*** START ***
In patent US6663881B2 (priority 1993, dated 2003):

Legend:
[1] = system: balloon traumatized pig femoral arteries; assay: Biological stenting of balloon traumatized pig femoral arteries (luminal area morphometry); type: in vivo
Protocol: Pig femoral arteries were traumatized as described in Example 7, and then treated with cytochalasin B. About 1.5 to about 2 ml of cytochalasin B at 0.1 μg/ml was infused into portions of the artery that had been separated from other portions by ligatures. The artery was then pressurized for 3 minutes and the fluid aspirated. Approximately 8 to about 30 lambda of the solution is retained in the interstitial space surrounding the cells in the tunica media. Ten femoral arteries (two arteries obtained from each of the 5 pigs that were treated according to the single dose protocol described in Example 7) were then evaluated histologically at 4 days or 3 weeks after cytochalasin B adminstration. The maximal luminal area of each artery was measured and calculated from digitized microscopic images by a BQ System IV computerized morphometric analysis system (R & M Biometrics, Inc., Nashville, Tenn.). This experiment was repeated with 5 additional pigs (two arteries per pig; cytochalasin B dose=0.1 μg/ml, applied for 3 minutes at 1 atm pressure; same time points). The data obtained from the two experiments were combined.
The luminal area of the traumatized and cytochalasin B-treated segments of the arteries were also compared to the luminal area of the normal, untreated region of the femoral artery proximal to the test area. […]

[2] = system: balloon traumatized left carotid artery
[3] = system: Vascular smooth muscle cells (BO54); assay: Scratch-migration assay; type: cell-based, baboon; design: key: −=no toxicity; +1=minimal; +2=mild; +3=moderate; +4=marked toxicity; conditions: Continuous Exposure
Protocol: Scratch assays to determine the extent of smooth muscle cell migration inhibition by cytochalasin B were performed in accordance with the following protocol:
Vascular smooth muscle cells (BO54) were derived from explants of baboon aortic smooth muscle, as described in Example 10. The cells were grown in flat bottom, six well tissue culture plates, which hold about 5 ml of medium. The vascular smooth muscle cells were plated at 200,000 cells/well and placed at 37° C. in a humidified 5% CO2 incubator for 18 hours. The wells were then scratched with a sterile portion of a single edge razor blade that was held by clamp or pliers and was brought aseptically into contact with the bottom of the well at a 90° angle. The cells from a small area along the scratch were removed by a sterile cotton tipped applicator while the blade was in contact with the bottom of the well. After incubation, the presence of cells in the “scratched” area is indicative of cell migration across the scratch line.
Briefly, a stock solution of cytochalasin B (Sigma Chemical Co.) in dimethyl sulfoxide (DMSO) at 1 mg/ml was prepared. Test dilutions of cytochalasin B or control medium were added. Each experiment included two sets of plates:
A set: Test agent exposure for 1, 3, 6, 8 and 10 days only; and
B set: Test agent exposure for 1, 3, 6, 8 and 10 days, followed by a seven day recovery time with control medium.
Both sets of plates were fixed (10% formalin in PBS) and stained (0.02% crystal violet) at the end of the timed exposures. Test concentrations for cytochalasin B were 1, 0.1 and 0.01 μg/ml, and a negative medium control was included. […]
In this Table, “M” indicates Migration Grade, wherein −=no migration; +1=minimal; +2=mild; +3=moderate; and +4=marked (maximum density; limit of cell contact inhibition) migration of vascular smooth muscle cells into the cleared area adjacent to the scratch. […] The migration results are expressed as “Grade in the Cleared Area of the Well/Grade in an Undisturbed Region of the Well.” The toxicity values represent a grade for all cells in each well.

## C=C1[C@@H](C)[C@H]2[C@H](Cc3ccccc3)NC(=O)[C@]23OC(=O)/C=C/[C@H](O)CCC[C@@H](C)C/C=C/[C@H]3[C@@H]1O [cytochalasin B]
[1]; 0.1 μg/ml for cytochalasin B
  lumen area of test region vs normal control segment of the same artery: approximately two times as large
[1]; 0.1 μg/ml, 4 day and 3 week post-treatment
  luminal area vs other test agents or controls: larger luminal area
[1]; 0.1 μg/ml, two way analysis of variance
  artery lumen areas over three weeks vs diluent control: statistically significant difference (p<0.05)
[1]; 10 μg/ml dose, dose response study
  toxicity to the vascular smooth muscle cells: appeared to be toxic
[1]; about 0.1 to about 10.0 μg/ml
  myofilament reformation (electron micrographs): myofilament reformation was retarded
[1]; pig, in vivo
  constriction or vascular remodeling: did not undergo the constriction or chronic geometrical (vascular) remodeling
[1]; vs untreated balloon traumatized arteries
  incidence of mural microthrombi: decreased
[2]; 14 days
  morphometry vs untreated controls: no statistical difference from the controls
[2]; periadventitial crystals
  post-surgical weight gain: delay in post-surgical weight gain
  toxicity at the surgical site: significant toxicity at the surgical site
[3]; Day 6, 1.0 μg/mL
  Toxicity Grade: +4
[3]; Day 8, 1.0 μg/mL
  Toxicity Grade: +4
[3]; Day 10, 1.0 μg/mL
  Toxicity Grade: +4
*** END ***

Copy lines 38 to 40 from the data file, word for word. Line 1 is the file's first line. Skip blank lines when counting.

  Toxicity Grade: +4
[3]; Day 10, 1.0 μg/mL
  Toxicity Grade: +4